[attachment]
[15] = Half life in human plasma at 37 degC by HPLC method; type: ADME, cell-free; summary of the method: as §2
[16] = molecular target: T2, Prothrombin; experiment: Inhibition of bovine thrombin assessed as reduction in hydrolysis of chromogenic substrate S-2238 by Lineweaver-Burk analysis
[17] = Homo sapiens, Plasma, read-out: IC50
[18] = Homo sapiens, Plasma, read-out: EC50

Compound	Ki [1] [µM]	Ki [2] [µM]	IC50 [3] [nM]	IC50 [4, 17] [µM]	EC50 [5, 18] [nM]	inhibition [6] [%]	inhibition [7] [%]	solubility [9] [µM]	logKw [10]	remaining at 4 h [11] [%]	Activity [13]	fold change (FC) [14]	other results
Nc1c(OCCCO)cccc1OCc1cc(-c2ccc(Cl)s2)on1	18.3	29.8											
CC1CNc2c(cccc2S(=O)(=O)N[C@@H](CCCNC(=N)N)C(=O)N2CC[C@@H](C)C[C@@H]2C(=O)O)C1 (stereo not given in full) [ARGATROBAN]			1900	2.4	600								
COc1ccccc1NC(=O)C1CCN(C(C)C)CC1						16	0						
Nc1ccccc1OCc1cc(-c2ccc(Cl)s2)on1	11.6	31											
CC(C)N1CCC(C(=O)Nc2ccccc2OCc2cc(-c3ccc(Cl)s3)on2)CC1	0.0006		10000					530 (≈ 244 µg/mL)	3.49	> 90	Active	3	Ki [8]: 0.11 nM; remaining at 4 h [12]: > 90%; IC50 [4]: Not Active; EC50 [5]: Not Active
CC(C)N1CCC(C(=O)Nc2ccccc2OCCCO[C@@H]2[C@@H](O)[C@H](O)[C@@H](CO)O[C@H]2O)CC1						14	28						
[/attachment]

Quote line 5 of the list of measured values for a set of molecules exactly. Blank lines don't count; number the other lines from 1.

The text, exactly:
Compound	Ki [1] [µM]	Ki [2] [µM]	IC50 [3] [nM]	IC50 [4, 17] [µM]	EC50 [5, 18] [nM]	inhibition [6] [%]	inhibition [7] [%]	solubility [9] [µM]	logKw [10]	remaining at 4 h [11] [%]	Activity [13]	fold change (FC) [14]	other results